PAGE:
Just Some Reflections

I’m sitting in the Holiday Inn in Sioux Falls, waiting for a shuttle ride to the airport, where I’ll turn around and hop into a rental car and drive to Emporia, Kansas, for their Summer Institute for School Librarians.  It’s a 7-hour drive but I have all day and a very good book to listen too, Up Country, by Nelsen Demille.  It’s actually an excellent book which I read a few years ago — about a Vietnam Vet who goes back to that rapidly developing nation to solve a murder mystery, but to also come to terms with issues from his two tours, 1968 and 1972.  It is extremely interesting to me, because although I did not visit that country (my lottery number was 360 and they weren’t taking people who were almost deaf), that war played a formative roll in the lives of many of us, if not most of us, who were young and daring during that tumultuous time.  The book is full of many new and intriguing insights about that experience from a perspective that is entirely different from mine.

Back to now and South Dakota.  I had a wonderful ride back from Mitchell last night with Shawn Massey and Scott Wooster, from Michigan, and Pamela Livingston, from New Jersey.  Pamela had just delivered a 7:00 PM keynote and did a wonderful job of describing some of the 1:1 initiatives across the U.S. which she includes in her book, 1-to-1 Learning: Laptop Programs That Work.  Ms. Livingston will start a new career in July as a full-time consultant and will be a wonderful resource for schools and districts (and states) who are considering transforming their classrooms by empowering their teachers and students with access to information — laptops on their desks.

Finally, I want to offer just a very brief reflection on the Laptop Institute in South Dakota.  Energy was everywhere, in the presenters, the planners, and the participants.  You naturally assume a level of hospitality in the mid-west, but they outdid all expectations.  There was a major focus on transforming education with laptops, not just using laptop computers as a teaching machine.  At the same time, I witnessed several occasions where session leaders worked to rein folks in from going to far out there — on one occasion having to pull me just a bit closer to the box.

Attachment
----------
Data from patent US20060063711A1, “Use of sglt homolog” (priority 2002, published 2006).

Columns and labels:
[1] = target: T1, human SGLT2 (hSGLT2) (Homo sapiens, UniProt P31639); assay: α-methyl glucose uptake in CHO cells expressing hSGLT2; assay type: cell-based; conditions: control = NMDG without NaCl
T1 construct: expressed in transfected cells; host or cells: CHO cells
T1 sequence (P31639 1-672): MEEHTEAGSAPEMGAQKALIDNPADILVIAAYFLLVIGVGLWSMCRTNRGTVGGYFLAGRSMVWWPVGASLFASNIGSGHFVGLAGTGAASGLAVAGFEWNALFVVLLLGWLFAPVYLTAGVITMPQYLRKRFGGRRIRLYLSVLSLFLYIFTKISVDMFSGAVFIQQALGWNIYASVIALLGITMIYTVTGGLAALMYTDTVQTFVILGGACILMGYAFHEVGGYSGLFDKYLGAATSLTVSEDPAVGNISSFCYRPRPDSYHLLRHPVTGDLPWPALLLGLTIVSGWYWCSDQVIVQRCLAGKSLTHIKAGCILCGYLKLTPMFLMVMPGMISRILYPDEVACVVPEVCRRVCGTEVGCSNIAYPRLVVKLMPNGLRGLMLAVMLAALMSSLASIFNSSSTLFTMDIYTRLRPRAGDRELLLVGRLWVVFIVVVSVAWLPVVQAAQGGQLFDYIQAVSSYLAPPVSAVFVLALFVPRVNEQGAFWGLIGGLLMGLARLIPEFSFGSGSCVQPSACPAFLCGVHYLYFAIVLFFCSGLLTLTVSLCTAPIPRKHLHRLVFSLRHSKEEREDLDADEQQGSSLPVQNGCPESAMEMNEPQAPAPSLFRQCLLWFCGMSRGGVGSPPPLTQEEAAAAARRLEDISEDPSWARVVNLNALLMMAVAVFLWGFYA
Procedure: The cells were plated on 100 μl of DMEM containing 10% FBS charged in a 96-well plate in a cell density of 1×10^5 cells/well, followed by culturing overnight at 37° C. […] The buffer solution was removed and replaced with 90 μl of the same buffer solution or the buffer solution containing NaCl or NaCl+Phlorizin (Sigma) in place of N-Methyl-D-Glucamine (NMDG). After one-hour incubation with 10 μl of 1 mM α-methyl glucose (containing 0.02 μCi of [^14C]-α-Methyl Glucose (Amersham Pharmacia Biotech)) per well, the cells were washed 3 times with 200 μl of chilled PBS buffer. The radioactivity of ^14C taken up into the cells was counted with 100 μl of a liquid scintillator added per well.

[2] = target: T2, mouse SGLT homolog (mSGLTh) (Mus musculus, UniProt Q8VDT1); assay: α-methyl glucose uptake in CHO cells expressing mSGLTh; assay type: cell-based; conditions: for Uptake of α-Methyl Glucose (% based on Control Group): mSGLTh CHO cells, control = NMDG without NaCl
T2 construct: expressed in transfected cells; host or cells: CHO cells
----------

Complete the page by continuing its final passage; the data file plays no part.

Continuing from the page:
Two major themes seemed to emerge in general conversations, that of support and professional development.  Most of the support issues, frankly, went over my head.  I can’t even visualize what it might mean to re-image your computer from an alternative partition.  But I may have some comments in a future post about professional development in 1:1 learning environments.

For now, it’s time to go hop on the shuttle, hop into that rental car (please let it not be an SUV), and then skip on down to Kansas.

One thought on “Just Some Reflections”

  1. Thanks for the nice things you said about SouthDakota. I very much enjoyed your sessions at the Laptop Institute in Mitchell. Over the last few years I have listened to a number of presentations at various tech conferences on this same topic, the changing face of education. To be frank, I was often left with a funny feeling in the pit of my stomach. It is difficult to hear that the profession you trained for & work at, to the best of your ability, is becoming a relic. The methods you were taught to use are now obsolete & ineffective. I feel a little like a steel worker – on my way out. I teach art & computers so sometimes I feel like I’m counting down my days until I’ll have to find a new profession – not easy in a small town. Art is always in danger of budget cuts & now it looks like the concensus is computer teachers should not be needed with the digital natives. Your presentations brought it home in a way others did not. It gave me a much greater understanding about just how much kids have changed & how we truly do owe it to them to make their education experiences the best they can be. I left feeling excitement rather than dread, which is a much better feeling. Thanks again

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